Working Lives Croatia: Chef
With a surname that means pumpkin in Croatian, and from a family involved in restaurants for many years, Christian Misiraca was perhaps destined to become a chef.
He's been cooking for 20 years, learning his trade from his family and then in the restaurants of New York before returning home to Zagreb.
Christian is now executive chef at Tip Top, a restaurant in the very heart of the Croatian capital.
"There are three rules for a restaurant: location, location and location," he explains.
"It doesn't matter how good your food is if people don't know where you are."
In a kitchen that is definitely on the small side, he's serving up value-for-money dishes which he reckons are a recipe for success in tough economic times.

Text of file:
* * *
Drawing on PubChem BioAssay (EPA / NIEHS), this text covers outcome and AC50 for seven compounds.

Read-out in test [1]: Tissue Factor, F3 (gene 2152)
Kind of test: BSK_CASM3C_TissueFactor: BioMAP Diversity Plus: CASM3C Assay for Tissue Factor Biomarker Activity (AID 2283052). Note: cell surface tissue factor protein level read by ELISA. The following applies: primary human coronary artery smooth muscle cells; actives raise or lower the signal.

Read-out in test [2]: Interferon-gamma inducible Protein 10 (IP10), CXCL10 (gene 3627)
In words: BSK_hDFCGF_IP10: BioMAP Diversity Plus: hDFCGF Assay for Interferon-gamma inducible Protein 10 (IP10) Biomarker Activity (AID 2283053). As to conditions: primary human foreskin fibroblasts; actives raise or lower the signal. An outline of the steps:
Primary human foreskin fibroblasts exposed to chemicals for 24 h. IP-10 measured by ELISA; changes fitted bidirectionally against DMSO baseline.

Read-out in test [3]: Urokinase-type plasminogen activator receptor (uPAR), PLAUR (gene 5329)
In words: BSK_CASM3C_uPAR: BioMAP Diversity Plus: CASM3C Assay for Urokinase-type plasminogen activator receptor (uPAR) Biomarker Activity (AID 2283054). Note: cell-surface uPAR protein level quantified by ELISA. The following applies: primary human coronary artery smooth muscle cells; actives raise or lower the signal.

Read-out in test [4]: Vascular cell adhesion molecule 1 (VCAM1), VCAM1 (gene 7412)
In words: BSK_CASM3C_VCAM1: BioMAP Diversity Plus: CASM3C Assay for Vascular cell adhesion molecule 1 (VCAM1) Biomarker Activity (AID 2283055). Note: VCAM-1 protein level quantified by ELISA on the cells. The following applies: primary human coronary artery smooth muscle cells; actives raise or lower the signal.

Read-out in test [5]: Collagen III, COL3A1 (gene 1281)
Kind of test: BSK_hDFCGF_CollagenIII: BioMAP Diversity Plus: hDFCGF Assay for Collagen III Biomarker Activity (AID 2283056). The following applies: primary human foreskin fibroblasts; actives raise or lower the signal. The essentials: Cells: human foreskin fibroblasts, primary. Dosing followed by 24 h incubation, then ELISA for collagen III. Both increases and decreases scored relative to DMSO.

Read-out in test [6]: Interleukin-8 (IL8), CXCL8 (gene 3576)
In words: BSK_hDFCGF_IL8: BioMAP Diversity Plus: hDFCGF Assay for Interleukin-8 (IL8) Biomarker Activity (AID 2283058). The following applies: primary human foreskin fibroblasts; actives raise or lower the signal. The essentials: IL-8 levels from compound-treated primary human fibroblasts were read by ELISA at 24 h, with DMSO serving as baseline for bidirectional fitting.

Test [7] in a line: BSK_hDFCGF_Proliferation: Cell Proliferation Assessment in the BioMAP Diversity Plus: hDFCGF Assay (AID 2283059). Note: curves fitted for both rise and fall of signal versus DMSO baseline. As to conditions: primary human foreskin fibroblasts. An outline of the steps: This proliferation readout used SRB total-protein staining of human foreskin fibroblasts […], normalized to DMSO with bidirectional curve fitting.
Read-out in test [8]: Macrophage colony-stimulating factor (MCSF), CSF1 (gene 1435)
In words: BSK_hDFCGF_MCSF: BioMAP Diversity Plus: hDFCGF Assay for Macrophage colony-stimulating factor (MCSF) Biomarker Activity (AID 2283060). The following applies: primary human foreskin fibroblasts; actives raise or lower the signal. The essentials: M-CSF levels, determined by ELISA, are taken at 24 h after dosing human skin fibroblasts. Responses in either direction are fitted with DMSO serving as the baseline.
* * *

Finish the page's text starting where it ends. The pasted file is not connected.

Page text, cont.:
"We are not a really expensive place. We make our money on turning tables," he says. "Sometimes 100 people come into the restaurant and everybody wants the food right now, so it's very stressful."
Christian keeps his salary as close to his chest as his signature recipes, but admits he earns good money.
He confides that it is "above the Croatian average," which is currently around $920 (£602) a month.
But it is also hard work, he counters. Typically, he works around 12 hours a day, six days a week, and juggles time in the kitchen with taking and collecting his young son from kindergarten.
Despite the long hours, Christian can't imagine doing anything else for a living.
"I could never sit and read emails all day. I would shoot myself in three seconds," he jokes.
"I need this energy, stress adrenalin, and I love to put a smile on peoples' faces. We all love to eat good food."